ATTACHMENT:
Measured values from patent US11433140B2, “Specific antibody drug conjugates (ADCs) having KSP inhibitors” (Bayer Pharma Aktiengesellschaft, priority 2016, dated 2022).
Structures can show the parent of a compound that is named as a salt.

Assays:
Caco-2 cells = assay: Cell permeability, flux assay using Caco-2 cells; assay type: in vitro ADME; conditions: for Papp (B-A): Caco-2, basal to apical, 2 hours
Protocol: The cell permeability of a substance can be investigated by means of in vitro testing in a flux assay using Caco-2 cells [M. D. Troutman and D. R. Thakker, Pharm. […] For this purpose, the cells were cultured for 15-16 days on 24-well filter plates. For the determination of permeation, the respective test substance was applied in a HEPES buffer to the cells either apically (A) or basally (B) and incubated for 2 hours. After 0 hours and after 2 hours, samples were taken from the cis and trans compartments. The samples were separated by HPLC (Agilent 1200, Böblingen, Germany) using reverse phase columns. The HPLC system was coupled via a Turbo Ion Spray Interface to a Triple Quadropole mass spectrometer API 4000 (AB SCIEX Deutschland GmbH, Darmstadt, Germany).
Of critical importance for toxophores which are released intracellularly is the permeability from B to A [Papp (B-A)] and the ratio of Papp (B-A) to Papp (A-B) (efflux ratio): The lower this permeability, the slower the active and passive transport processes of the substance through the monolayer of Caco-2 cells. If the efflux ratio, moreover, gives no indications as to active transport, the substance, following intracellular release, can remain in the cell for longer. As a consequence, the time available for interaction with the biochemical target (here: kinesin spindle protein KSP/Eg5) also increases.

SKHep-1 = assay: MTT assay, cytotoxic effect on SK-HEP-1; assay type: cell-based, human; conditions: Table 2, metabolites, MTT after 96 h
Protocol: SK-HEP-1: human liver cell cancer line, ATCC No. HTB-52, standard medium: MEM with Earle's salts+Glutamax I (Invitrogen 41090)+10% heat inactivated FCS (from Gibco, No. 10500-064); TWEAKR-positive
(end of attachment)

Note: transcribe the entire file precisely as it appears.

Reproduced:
Measured values from patent US11433140B2, “Specific antibody drug conjugates (ADCs) having KSP inhibitors” (Bayer Pharma Aktiengesellschaft, priority 2016, dated 2022).
Structures can show the parent of a compound that is named as a salt.

Assays:
Caco-2 cells = assay: Cell permeability, flux assay using Caco-2 cells; assay type: in vitro ADME; conditions: for Papp (B-A): Caco-2, basal to apical, 2 hours
Protocol: The cell permeability of a substance can be investigated by means of in vitro testing in a flux assay using Caco-2 cells [M. D. Troutman and D. R. Thakker, Pharm. […] For this purpose, the cells were cultured for 15-16 days on 24-well filter plates. For the determination of permeation, the respective test substance was applied in a HEPES buffer to the cells either apically (A) or basally (B) and incubated for 2 hours. After 0 hours and after 2 hours, samples were taken from the cis and trans compartments. The samples were separated by HPLC (Agilent 1200, Böblingen, Germany) using reverse phase columns. The HPLC system was coupled via a Turbo Ion Spray Interface to a Triple Quadropole mass spectrometer API 4000 (AB SCIEX Deutschland GmbH, Darmstadt, Germany).
Of critical importance for toxophores which are released intracellularly is the permeability from B to A [Papp (B-A)] and the ratio of Papp (B-A) to Papp (A-B) (efflux ratio): The lower this permeability, the slower the active and passive transport processes of the substance through the monolayer of Caco-2 cells. If the efflux ratio, moreover, gives no indications as to active transport, the substance, following intracellular release, can remain in the cell for longer. As a consequence, the time available for interaction with the biochemical target (here: kinesin spindle protein KSP/Eg5) also increases.

SKHep-1 = assay: MTT assay, cytotoxic effect on SK-HEP-1; assay type: cell-based, human; conditions: Table 2, metabolites, MTT after 96 h
Protocol: SK-HEP-1: human liver cell cancer line, ATCC No. HTB-52, standard medium: MEM with Earle's salts+Glutamax I (Invitrogen 41090)+10% heat inactivated FCS (from Gibco, No. 10500-064); TWEAKR-positive